It dawned on me this week that Johnny Manziel is Jimmy Clausen 4.0. Think about it, Manziel is everything Clausen so desperately wanted when he emerged from a white limousine at the College Football Hall of Fame to announce his commitment to Notre Dame. He’s more accomplished, more elusive, more revered, more accurate, more decisive, more interesting, more analyzed, more debated, more hated, more of a prima donna, and harder to ridicule because of a stupid haircut. He’s the greatest punk ever.

To be fair, Manziel has ruffled far more feathers than Clausen. He’s also a much different kind of player. But there is a similarity: That pit-in-your-stomach feeling you get when reading about Manziel’s antics in the news. It’s the same uneasiness I felt every time I used to read about Clausen. Rightly or wrongly, I always compared Clausen to Eddie Martel, the super talented and unbearably pompous quarterback from The Replacements. I just never felt great about rooting for him, even though he showed flashes of brilliance and I was convinced he’d be a star in the NFL. For what it’s worth, the NFL didn’t agree and put off drafting Clausen for as long as it possibly could. By the time Manziel gets picked next April, Clausen might be out of football altogether.

Manziel is an upgraded Clausen. He’s better in nearly every facet of the game, yet far worse in terms of public relations. He’s so bad, actually, that it might be on purpose. He’s a voluntary villain—a good old-fashioned heel. Players at major institutions are all given some degree of PR training; Manziel is what happens when the homogenization process doesn’t work. You never need to worry whether Johnny Football is being genuine. Texas A&M does.

But Manziel also has a better sense of humor. If it’s not clear by now, he’s a button-pusher and a habitual line-stepper. Either due to entitlement or cockiness or general amusement, Manziel does not shy away from being controversial. For sure, he’s had some mild run-ins with the law, but in a football sense, he’s merely guilty of crimes that suspended him for—WINK, WINK, NUDGE, NUDGE—one half of one game. Some say he’s an attention-seeker, others say he’s young and dumb. He may be both, but I’m starting to think he’s just a troll.

Indeed, Manziel’s offseason hijinks and on-field celebrations have turned many into haters. But maybe that’s by design. Maybe Johnny Football really does care what you think about him—maybe he just prefers if it’s something critical.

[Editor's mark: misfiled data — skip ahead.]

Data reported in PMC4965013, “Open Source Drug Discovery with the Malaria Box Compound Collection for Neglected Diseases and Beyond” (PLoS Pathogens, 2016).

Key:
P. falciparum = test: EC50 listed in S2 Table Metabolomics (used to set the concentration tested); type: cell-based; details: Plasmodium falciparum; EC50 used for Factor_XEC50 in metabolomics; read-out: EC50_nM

Maybe it’s the negative energy that makes Manziel tick. And maybe the chorus of public outcry is playing right into his trap.

Maybe the best way to root against Johnny Manziel this Saturday is silently.

Onto the picks…

Texas A&M +8 over Alabama

Nick Saban is going to run directly at Texas A&M’s front, and he’s going to do it over and over and over again. Saban certainly has a Manziel problem in this game, and the best way to solve it might be to keep his offense on the field as much as possible.

With that in mind, I like the points even more. Saban has always been content to turn games into slugfests and play ugly football. Either way, this won’t be a blowout, and whenever an SEC team with as much talent as the Aggies is getting more than a touchdown at home, it’s tough to bet with a road favorite.

PREDICTION: Alabama 24, Texas A&M 19

Boston College +14 over USC

Now is about the time Lane Kiffin fires up that old “Resume.doc” file and starts making light edits, right?

You know it’s bad when USC fans quit on their head coach at halftime of Week Two. It may only be a matter of time before the actual team follows suit. Indeed, Kiffin does less with more better than anyone in college football. It’ll be particularly interesting to see if Kiffin is able to rally his troops and rebound from a demoralizing loss last week.

Truthfully, the better motivator in this game is Steve Addazio from Boston College. In a matter of speaking, this might be the Eagles’ national championship, and they will be fired up. Plus, while it’s usually poor form to overreact to one bad outing, USC’s offense has left a lot to be desired through two games against teams with below average defenses. Can USC even score 14 points against a plain old average defense like Boston College’s?

PREDICTION: USC 17, Boston College 14

UCLA + 4.5 over Nebraska


The over/under for this game is 70 points, so Vegas is expecting a lot of points. I trust Nebraska’s defense less than any other unit on the field and seem to like UCLA a little more than just about everybody.

I feel pretty confident that UCLA wins this game outright and might do a quick switcheroo and make it my official “lock” for Week Three.

PREDICTION: UCLA 45, Nebraska 31

Ole Miss +3 over Texas

What could possibly go wrong if Case McCoy starts at quarterback for Texas in a true do-or-die spot?

For what it’s worth, I have almost zero confidence in this pick and still, for some reason, made it my lock on our Wednesday podcast. Nothing like a panic pick, I suppose. Still, my love for Ole Miss lives on. Rest assured, this team will jump up and snag somebody in the SEC this season. Whether it’s also able to take down a perennial power in the Big 12 remains to be seen.

Ole Miss will be able to score on Texas and is a much better team than it was a year ago when it lost to the Longhorns by 35 points at home. On the other hand, I think Texas can run on the Rebels thanks to PHIL STEELE’S NUMBER ONE OFFENSIVE LINE IN THE COUNTRY.

This game will be back and forth with a lot of points and about five turnovers.

PREDICTION: Ole Miss 31, Texas 30

(Last week 1-2)